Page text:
Women sit by the gate weeping for Tammuz, or they offer incense to Baal on roof-tops and plant pleasant plants. These are the very features of the Adonis legend: which is celebrated on flat roof-tops on which sherds sown with quickly germinating green salading are placed, Adonis gardens... the climax is loud lamentation for the dead god.[16]
I would also see a connection to the swinging of nettles as a Germanic cure, and using nettles as a replacement for one's person. To cite The Big Bad Book of Botany, pg 36:
Mythology around the prickly nettle plant abounds. The Vikings believed nettles were especially important to the god Thor, and that burning one in a fire could prevent lightning strikes. Germanic cultures used nettles in medicinal rituals, believing that sickness could be cured by grabbing the plant by the roots and waving it over a patient while reciting his (and his parents’) names. According to Greek mythology, these stinging plants arose after a watchful father transformed his beautiful daughter into a prickly plant to prevent the god Apollo from seducing her.


Joe in Australia said...

A connection requires a *connection*, not just a similarity. It is enormously unlikely that Jews in Babylonia would adopt the customs of peasants in Athens, or Germany; or vice versa; or that a folk-memory of First Temple rituals for Tammuz would resurface a thousand years later. This sort of seizing after poorly-documented similarities of description is why Frazer isn't treated as a serious anthropological writer.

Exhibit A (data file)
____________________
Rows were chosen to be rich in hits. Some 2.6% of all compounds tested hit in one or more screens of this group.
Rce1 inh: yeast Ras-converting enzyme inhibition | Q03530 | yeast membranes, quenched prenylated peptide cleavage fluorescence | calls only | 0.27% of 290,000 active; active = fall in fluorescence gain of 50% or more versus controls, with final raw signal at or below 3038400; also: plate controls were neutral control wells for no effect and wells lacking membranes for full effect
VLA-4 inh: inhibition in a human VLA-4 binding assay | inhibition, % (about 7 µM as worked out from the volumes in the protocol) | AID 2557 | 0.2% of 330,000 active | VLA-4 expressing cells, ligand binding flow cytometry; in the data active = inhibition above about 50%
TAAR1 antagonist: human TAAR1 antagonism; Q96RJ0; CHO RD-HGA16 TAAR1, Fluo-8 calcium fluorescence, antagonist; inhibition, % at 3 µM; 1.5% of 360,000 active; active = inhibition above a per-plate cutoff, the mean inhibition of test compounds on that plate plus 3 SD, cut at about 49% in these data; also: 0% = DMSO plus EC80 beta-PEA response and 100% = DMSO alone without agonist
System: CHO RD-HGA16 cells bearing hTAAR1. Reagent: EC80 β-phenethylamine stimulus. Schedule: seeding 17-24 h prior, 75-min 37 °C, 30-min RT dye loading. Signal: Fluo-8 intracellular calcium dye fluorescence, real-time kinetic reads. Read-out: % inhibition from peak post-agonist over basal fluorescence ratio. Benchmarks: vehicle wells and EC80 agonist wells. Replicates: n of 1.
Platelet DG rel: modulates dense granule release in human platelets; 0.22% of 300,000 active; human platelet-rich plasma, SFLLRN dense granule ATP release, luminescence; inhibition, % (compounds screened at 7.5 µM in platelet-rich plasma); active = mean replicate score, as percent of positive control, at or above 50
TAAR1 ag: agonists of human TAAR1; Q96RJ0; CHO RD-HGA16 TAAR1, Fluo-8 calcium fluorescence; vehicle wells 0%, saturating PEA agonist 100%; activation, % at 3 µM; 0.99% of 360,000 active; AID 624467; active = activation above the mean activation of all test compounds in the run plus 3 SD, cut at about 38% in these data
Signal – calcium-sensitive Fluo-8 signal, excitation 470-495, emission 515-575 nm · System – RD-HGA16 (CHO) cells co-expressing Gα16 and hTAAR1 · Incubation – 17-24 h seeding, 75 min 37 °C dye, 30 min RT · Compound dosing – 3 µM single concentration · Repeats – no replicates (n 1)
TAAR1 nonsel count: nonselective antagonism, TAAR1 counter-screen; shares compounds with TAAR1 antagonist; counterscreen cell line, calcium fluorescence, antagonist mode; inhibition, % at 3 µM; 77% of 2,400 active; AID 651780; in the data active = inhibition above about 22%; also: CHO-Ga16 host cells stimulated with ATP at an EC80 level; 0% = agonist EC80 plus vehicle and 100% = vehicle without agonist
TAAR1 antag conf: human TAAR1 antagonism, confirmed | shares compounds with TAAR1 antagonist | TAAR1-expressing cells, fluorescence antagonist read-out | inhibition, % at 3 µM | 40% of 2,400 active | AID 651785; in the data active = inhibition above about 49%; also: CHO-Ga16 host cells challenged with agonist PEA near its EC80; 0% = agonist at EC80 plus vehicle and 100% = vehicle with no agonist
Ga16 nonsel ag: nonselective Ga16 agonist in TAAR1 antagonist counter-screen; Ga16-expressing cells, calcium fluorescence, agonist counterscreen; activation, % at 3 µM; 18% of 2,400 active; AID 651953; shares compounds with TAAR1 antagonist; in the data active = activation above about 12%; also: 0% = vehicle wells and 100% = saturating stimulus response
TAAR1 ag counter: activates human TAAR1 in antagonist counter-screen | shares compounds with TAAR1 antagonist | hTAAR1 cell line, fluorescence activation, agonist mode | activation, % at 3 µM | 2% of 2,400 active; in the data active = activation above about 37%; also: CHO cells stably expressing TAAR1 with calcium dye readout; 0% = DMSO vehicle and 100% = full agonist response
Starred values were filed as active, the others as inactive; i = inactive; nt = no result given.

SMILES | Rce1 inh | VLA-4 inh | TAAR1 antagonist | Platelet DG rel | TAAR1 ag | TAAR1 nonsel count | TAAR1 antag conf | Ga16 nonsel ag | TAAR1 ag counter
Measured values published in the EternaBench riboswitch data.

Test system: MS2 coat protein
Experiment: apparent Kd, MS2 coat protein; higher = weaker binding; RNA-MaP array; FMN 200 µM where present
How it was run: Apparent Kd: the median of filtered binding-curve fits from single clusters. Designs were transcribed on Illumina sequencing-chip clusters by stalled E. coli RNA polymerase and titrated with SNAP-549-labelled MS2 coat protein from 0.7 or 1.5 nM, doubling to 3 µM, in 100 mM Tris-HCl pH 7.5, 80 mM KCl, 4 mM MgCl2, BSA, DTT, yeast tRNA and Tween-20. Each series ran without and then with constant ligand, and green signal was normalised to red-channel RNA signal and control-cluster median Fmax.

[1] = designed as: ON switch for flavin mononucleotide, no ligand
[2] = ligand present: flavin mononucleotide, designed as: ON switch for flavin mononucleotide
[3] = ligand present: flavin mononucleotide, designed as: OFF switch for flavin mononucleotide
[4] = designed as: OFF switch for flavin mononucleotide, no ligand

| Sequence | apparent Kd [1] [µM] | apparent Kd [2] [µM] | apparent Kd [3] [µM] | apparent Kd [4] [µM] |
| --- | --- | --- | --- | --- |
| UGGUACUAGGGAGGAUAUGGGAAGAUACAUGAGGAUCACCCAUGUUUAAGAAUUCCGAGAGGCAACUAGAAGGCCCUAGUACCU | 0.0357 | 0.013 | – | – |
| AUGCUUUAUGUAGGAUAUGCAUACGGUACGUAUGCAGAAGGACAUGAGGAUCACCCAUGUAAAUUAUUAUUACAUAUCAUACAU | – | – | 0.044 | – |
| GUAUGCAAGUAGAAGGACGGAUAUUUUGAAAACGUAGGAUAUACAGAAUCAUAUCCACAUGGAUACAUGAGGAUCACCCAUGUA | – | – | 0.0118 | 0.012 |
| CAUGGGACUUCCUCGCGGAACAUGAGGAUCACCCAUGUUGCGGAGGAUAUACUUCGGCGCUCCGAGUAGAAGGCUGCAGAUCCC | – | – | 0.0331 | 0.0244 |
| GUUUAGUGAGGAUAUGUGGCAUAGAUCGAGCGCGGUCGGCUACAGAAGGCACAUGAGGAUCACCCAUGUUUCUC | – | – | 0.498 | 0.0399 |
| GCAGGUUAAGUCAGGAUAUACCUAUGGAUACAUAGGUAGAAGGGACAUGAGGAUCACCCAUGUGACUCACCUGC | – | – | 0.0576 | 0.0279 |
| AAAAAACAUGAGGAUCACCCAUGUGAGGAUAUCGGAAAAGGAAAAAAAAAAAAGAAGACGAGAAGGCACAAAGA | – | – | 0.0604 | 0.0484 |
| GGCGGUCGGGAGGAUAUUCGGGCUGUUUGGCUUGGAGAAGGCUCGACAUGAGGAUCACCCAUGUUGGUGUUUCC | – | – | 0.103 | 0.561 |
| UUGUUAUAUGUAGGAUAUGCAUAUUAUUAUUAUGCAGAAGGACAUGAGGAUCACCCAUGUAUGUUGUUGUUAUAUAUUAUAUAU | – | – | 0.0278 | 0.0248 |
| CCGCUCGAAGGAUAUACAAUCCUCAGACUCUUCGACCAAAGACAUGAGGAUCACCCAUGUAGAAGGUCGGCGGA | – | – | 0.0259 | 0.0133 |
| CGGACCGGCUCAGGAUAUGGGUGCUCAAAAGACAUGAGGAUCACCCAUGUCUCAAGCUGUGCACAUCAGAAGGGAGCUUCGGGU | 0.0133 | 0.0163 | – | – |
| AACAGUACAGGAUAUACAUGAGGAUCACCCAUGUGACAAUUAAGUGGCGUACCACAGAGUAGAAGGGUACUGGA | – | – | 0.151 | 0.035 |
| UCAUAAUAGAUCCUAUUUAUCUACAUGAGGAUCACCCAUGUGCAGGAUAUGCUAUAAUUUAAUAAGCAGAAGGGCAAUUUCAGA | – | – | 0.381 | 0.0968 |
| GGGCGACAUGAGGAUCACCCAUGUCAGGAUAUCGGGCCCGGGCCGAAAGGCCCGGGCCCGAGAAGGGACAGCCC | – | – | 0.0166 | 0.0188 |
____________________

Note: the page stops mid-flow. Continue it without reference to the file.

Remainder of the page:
joshwaxman said...

I think it plausible that this sort of practice spreads organically.

In the case of first temple practices for Tammuz, to spell it out, the reference is to Yeshaya 17:10-11:

י כִּי שָׁכַחַתְּ אֱלֹהֵי יִשְׁעֵךְ, וְצוּר מָעֻזֵּךְ לֹא זָכָרְתְּ; עַל-כֵּן, תִּטְּעִי נִטְעֵי נַעֲמָנִים, וּזְמֹרַת זָר, תִּזְרָעֶנּוּ.
יא בְּיוֹם נִטְעֵךְ תְּשַׂגְשֵׂגִי, וּבַבֹּקֶר זַרְעֵךְ תַּפְרִיחִי; נֵד קָצִיר בְּיוֹם נַחֲלָה, וּכְאֵב אָנוּשׁ.
10 For thou hast forgotten the God of thy salvation, and thou hast not been mindful of the Rock of thy stronghold; therefore thou didst plant plants of pleasantness, and didst set it with slips of a stranger;
11 In the day of thy planting thou didst make it to grow, and in the morning thou didst make thy seed to blossom--a heap of boughs in the day of grief and of desperate pain. {S}

which I can plausibly see as a reference to Tammuz. Note the planting plants of pleasantness followed by the day of grief and of desperate pain.

If so, one might be able to argue a **continuous** folk Jewish carry-over of this practice, rather than a resurfacing. And meanwhile, the Romans would carry over the practice from Tammuz, as they borrowed to idol and the associated idolatrous practices.

This is not the same as proving it, of course.

Hillel said...

R' Waxman,
FWIW, kapparot seem to be a practice for Elul rather than Tishrei, and when worship of Tammuz appears in Tanach (Yechezkel 8) it specifies this worship occurred in the sixth month. It's no lead-pipe cinch by any means, but connecting worship of a Tammuz-proxy with the sixth month does fit nicely with primary Jewish sources.